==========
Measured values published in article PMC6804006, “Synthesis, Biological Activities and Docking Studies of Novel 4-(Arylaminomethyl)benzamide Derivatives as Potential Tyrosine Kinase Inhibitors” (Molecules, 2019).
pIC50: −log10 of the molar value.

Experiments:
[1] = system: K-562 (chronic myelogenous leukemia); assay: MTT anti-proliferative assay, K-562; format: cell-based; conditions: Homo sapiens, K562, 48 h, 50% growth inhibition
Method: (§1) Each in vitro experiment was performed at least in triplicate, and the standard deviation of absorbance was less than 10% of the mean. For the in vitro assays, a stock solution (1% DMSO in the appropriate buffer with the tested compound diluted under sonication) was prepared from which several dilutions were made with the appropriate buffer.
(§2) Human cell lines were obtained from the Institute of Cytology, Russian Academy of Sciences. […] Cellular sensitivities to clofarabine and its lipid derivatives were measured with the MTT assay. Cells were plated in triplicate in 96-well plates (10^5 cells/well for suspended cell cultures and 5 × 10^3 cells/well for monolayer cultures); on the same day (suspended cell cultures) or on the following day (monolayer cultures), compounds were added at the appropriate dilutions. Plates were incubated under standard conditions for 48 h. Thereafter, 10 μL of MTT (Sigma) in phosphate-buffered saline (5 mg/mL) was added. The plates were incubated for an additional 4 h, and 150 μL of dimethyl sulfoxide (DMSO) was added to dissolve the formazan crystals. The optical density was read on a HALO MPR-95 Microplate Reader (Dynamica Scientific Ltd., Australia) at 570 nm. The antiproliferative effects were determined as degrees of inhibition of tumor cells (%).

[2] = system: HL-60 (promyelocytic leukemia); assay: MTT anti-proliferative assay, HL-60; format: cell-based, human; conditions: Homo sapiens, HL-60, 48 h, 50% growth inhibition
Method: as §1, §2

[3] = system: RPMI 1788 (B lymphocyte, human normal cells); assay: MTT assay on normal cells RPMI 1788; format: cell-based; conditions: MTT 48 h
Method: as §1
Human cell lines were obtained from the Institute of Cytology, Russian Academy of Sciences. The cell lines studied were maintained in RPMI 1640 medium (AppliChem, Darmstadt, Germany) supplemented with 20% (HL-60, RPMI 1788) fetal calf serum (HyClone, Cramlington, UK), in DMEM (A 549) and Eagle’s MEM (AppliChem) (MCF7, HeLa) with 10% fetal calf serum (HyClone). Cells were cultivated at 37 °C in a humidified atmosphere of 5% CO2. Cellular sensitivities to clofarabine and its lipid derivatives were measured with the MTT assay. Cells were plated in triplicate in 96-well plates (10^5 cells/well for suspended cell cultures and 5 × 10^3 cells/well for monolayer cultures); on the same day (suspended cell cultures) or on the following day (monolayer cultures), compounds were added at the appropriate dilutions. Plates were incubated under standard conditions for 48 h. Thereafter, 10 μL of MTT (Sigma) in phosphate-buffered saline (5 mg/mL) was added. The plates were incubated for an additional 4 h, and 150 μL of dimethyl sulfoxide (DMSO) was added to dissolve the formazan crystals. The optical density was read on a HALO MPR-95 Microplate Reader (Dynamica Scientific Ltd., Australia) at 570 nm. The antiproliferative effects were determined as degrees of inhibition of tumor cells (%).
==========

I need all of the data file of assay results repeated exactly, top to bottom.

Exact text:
Measured values published in article PMC6804006, “Synthesis, Biological Activities and Docking Studies of Novel 4-(Arylaminomethyl)benzamide Derivatives as Potential Tyrosine Kinase Inhibitors” (Molecules, 2019).
pIC50: −log10 of the molar value.

Experiments:
[1] = system: K-562 (chronic myelogenous leukemia); assay: MTT anti-proliferative assay, K-562; format: cell-based; conditions: Homo sapiens, K562, 48 h, 50% growth inhibition
Method: (§1) Each in vitro experiment was performed at least in triplicate, and the standard deviation of absorbance was less than 10% of the mean. For the in vitro assays, a stock solution (1% DMSO in the appropriate buffer with the tested compound diluted under sonication) was prepared from which several dilutions were made with the appropriate buffer.
(§2) Human cell lines were obtained from the Institute of Cytology, Russian Academy of Sciences. […] Cellular sensitivities to clofarabine and its lipid derivatives were measured with the MTT assay. Cells were plated in triplicate in 96-well plates (10^5 cells/well for suspended cell cultures and 5 × 10^3 cells/well for monolayer cultures); on the same day (suspended cell cultures) or on the following day (monolayer cultures), compounds were added at the appropriate dilutions. Plates were incubated under standard conditions for 48 h. Thereafter, 10 μL of MTT (Sigma) in phosphate-buffered saline (5 mg/mL) was added. The plates were incubated for an additional 4 h, and 150 μL of dimethyl sulfoxide (DMSO) was added to dissolve the formazan crystals. The optical density was read on a HALO MPR-95 Microplate Reader (Dynamica Scientific Ltd., Australia) at 570 nm. The antiproliferative effects were determined as degrees of inhibition of tumor cells (%).

[2] = system: HL-60 (promyelocytic leukemia); assay: MTT anti-proliferative assay, HL-60; format: cell-based, human; conditions: Homo sapiens, HL-60, 48 h, 50% growth inhibition
Method: as §1, §2

[3] = system: RPMI 1788 (B lymphocyte, human normal cells); assay: MTT assay on normal cells RPMI 1788; format: cell-based; conditions: MTT 48 h
Method: as §1
Human cell lines were obtained from the Institute of Cytology, Russian Academy of Sciences. The cell lines studied were maintained in RPMI 1640 medium (AppliChem, Darmstadt, Germany) supplemented with 20% (HL-60, RPMI 1788) fetal calf serum (HyClone, Cramlington, UK), in DMEM (A 549) and Eagle’s MEM (AppliChem) (MCF7, HeLa) with 10% fetal calf serum (HyClone). Cells were cultivated at 37 °C in a humidified atmosphere of 5% CO2. Cellular sensitivities to clofarabine and its lipid derivatives were measured with the MTT assay. Cells were plated in triplicate in 96-well plates (10^5 cells/well for suspended cell cultures and 5 × 10^3 cells/well for monolayer cultures); on the same day (suspended cell cultures) or on the following day (monolayer cultures), compounds were added at the appropriate dilutions. Plates were incubated under standard conditions for 48 h. Thereafter, 10 μL of MTT (Sigma) in phosphate-buffered saline (5 mg/mL) was added. The plates were incubated for an additional 4 h, and 150 μL of dimethyl sulfoxide (DMSO) was added to dissolve the formazan crystals. The optical density was read on a HALO MPR-95 Microplate Reader (Dynamica Scientific Ltd., Australia) at 570 nm. The antiproliferative effects were determined as degrees of inhibition of tumor cells (%).